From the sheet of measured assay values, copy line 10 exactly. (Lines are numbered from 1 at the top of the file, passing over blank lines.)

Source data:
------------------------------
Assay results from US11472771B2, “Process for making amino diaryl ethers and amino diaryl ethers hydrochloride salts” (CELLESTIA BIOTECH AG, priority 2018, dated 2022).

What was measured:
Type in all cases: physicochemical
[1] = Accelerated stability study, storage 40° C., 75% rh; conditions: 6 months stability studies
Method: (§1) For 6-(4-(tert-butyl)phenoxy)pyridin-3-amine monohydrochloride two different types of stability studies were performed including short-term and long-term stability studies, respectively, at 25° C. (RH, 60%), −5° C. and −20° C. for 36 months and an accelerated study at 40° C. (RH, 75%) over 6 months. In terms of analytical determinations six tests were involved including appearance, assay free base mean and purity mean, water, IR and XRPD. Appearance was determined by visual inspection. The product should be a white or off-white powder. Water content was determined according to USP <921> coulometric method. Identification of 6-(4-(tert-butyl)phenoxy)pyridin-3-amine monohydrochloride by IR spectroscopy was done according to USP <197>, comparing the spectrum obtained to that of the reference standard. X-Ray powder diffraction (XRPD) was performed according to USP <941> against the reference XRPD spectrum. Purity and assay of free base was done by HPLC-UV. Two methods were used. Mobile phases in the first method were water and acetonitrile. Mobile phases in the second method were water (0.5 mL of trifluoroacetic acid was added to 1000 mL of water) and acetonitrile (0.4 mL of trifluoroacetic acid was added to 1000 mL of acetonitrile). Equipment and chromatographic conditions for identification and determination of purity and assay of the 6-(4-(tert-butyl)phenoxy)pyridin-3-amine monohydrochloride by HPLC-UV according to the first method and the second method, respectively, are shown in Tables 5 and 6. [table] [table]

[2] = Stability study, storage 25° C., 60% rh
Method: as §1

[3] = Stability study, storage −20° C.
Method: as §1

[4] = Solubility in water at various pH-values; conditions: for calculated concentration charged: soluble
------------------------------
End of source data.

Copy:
[4] = Solubility in water at various pH-values; conditions: for calculated concentration charged: soluble